U.S. acts swiftly to contain swine flu outbreak

WASHINGTON (Reuters) - The United States declared a public health emergency on Sunday because of an outbreak of swine flu that has been diagnosed in 20 people in this country -- the same strain suspected of killing 81 people in Mexico.

The outbreak is yet another distraction for President Barack Obama as he focuses on rescuing the economy from its worst crisis in decades. His administration will also be mindful of the damage to former President George W. Bush over his government’s inept handling of Hurricane Katrina in 2005.

“At this point, a top priority is to ensure that communication is robust and that medical surveillance efforts are fully activated,” John Brennan, assistant to the president for Homeland Security, told a White House briefing.

Dr Anne Schuchat of the Centers for Disease Control and Prevention told a separate briefing she feared that some people would die in the United States as the virus spread.

Health and Homeland Security officials announced steps to release some of the U.S. stockpiles of the anti-flu drugs Tamiflu and Relenza. They recommended that local authorities plan for possible school closures and that anyone with symptoms stay at home to reduce the possibility of transmission.

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White House spokesman Robert Gibbs said it was too early to say what impact the outbreak could have on efforts to get the economy back on its feet. Spiraling healthcare costs are already a huge drain on the economy.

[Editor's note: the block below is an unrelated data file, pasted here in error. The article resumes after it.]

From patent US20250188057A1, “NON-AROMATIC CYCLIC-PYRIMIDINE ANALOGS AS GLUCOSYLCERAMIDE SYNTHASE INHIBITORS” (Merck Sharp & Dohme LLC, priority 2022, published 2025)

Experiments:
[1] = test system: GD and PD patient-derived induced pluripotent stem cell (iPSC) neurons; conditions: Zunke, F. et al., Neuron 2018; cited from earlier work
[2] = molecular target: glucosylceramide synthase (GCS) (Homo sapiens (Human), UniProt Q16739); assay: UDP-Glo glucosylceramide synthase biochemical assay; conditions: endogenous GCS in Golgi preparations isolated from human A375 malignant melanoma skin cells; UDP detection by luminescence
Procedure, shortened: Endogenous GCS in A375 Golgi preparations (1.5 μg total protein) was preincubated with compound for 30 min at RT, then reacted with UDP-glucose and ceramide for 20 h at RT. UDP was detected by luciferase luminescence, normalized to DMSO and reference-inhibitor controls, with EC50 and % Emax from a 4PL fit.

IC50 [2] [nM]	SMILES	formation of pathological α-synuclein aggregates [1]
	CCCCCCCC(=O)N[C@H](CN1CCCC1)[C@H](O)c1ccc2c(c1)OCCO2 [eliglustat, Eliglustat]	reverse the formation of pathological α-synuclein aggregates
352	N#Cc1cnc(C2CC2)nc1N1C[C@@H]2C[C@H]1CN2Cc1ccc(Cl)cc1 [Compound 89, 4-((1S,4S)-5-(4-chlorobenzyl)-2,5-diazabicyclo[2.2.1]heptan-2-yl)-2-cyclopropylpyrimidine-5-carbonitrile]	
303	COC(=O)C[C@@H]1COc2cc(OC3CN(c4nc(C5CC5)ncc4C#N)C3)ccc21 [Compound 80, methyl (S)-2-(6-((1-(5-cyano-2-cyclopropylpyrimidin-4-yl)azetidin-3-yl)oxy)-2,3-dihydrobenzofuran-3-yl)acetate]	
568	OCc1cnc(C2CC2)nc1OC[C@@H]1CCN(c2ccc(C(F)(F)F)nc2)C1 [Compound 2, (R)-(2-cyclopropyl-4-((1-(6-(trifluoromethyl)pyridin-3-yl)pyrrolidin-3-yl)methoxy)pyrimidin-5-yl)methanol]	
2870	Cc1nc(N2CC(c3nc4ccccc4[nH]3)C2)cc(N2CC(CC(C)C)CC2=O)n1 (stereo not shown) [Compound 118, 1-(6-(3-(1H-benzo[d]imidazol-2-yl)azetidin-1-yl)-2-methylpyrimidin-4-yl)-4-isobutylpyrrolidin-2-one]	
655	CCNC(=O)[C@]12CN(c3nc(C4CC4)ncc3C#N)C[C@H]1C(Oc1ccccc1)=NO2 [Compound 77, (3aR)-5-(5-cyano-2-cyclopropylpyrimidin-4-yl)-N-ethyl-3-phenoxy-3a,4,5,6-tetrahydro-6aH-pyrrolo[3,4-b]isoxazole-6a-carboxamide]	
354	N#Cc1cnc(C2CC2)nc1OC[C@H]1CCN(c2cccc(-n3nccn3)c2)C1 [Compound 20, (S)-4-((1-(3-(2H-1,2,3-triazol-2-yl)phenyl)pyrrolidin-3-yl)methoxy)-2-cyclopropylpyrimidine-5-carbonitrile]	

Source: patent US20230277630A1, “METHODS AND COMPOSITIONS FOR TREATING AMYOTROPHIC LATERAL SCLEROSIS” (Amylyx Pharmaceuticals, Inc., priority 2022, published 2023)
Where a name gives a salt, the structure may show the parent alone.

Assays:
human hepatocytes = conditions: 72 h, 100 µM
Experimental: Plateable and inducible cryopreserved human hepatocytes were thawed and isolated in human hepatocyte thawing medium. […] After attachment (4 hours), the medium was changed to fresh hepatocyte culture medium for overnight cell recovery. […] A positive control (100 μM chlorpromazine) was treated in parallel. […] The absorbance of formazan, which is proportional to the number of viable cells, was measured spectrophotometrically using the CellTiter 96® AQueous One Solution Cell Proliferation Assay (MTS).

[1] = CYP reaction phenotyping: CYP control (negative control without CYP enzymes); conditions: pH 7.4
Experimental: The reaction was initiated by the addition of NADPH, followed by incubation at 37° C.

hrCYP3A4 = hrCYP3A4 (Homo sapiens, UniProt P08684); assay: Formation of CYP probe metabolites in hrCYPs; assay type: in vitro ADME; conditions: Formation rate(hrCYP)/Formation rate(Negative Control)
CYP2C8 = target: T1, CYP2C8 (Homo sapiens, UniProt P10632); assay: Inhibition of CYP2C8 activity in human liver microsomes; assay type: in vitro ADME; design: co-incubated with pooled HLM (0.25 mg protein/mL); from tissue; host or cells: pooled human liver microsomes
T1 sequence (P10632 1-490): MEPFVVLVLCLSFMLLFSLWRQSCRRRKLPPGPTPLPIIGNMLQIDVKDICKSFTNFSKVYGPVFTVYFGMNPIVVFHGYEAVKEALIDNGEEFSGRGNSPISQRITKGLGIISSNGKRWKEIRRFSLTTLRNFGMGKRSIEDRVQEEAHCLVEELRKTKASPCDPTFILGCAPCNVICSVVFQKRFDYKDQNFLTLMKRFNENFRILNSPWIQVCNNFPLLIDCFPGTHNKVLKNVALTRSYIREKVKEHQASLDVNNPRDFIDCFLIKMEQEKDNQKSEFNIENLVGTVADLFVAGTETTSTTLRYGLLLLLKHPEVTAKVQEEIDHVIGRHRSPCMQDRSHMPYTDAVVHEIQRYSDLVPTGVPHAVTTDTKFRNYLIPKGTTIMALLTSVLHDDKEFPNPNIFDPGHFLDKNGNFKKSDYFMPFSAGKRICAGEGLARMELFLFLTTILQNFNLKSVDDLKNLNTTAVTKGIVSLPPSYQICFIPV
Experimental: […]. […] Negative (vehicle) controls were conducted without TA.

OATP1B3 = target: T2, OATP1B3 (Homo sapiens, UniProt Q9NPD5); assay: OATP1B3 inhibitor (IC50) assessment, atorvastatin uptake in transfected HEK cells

Homeland Security Secretary Janet Napolitano said the declaration of the public health emergency was necessary to free federal, state and local agencies’ resources and authorize the release of funds to buy more antivirals.

“This is standard operating procedure,” Napolitano stressed, adding that similar declarations had been issued in the past to help states cope with flooding or hurricanes.

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The CDC confirmed 20 cases of swine flu in the United States and said all the patients had recovered and only one person had to be hospitalized. Officials said they were not testing air travelers from Mexico for the virus.

The CDC is preparing a “yellow card” for travelers explaining the flu symptoms and what precautions to take, Schuchat said. U.S. health officials are stressing frequent hand washing as the first line of defense against the virus.

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Tests so far show that the H1N1 component of the seasonal flu vaccine does not protect against the new H1N1 swine flu strain, Schuchat said. It could take several months to develop a vaccine for the new virus, she added.

The virus in the U.S. cases appeared to be the same strain as the one that has killed scores in Mexico, CDC acting Director Dr Richard Besser said, although it was not yet clear why it had not proven as deadly in the United States. Health officials from the United States and Canada were now in Mexico to try to answer this “critical question,” he said.

“We expect to see more cases of swine flu. As we continue to look for cases, we expect that we will find them,” Besser said.

Napolitano said the United States would release 25 percent of the 50 million anti-flu drugs from the strategic national stockpile. The Department of Defense has also bought 7 million courses of Tamiflu for defense personnel, she said.

Tamiflu, a pill made by Roche AG and Gilead Sciences Inc, and GlaxoSmithKline’s and Biota’s Relenza, an inhaled drug, can treat influenza if given quickly. They have been shown to work against this new flu strain.

Gibbs said Obama, who recently returned from a trip to Mexico, had shown no symptoms of the virus and had therefore not been tested.

Additional reporting by Kim Dixon, Donna Smith and Maggie Fox; editing by Eric Beech